A gull rescued after become trapped on a traffic light in Swansea city centre five years ago has, sadly, been involved in a second – fatal – road incident.

Traffic light gull rescue 2011 pic1The RSPCA received a call on Monday, 5 September reporting that a gull had been injured following a road traffic incident and RSPCA animal welfare officer (AWO) Andrew Harris was called to the scene at Islwyn Road, Mayhill. Very sadly the bird was so severely injured that he had to be put to sleep to prevent further suffering.

AWO Harris said: “Sadly this gull had a broken wing which was hanging off his body and there was nothing we could do to save him.Traffic light gull rescue 2011 pic2

“The gull had an identification ring so I followed it up and found that it had been injured five years ago and had gone to Gower Bird Hospital for rehabilitation who had put the ring in place.

“It is very sad that he has been involved in a second incident as he was a healthy bird, and obviously had been doing well since he last got himself into trouble in 2011.”

The bird first came into our care in October 2011 after RSPCA inspector Nic De Celis attended The Kingsway after the charity received several calls from the public who saw a herring gull had become trapped between two sets of lights.

The gull had fallen down onto the light instead of flying down and needed to be freed. After inspector De Celis managed to free the gull, the bird was transferred to Gower Bird Hospital for rehabilitation.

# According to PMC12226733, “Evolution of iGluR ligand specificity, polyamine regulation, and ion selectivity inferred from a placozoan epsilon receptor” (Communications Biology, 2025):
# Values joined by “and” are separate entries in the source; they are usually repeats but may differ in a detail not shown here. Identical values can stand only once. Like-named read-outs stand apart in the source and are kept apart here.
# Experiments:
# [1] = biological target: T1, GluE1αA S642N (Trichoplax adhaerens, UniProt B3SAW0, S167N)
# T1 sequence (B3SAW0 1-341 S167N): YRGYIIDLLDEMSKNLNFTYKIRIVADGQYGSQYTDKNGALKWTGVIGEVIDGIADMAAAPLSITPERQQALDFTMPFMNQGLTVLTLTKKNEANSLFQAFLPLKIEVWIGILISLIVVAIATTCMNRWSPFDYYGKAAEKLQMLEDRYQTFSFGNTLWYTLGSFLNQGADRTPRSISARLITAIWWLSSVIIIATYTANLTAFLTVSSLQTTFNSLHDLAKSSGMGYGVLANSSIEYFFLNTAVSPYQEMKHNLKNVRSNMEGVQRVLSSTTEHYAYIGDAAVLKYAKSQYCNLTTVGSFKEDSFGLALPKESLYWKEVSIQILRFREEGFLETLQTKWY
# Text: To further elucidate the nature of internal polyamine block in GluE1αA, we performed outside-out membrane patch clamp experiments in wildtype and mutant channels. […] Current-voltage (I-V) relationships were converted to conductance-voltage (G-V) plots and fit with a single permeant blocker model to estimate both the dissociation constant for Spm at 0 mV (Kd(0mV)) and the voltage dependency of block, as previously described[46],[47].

Traffic light gull with Simon Allen at GBH pic1Simon Allen from Gower Bird Hospital (pictured in 2011 left) said: “The bird was suffering from injuries to its wing tips and both legs. It was also carrying a significant worm burden which was treated.

“The bird was released from the hospital site on the 23 October in 2011.

“The bird weighed 853 grams on admission in 2011 and 900 grams in 2016. So the bird had been doing really well until the road traffic incident.”

Inspector Nic De Celis said: “This incident was really sad – but at least we know that the bird had five good years after his first accident – which he would not have had if he had not been rescued. It is reassuring to see the proof that the rehabilitation and release process works.

“We tend to a lot of sick and injured animals over the years – and many gulls – so it is unusual when we come across the same one although we alongside Gower Bird Hospital conduct post-release monitoring, to ensure our rehabilitation methods work and to give the animal the best chance of survival.”

For more information on post-release motioning, please visit https://www.rspca.org.uk/whatwedo/rehabilitation/wildliferehabilitation/postrelease

If you spot an animal in distress, please call the RSPCA’s 24-hour helpline on 0300 1234 999.

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